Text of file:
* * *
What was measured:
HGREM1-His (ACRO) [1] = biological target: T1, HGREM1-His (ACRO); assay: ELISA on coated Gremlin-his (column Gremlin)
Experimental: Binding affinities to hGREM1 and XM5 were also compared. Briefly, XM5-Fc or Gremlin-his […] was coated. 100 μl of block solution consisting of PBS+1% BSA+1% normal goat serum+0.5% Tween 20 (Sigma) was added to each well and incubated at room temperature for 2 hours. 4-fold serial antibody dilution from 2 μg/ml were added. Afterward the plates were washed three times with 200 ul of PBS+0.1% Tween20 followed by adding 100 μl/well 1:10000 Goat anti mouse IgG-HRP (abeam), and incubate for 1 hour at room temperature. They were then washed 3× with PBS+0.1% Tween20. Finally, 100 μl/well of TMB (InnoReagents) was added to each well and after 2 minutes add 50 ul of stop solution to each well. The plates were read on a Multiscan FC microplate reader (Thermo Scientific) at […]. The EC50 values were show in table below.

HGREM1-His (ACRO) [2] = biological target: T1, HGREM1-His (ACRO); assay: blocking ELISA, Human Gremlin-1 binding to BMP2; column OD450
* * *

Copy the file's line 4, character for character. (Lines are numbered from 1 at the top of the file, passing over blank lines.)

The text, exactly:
HGREM1-His (ACRO) [2] = biological target: T1, HGREM1-His (ACRO); assay: blocking ELISA, Human Gremlin-1 binding to BMP2; column OD450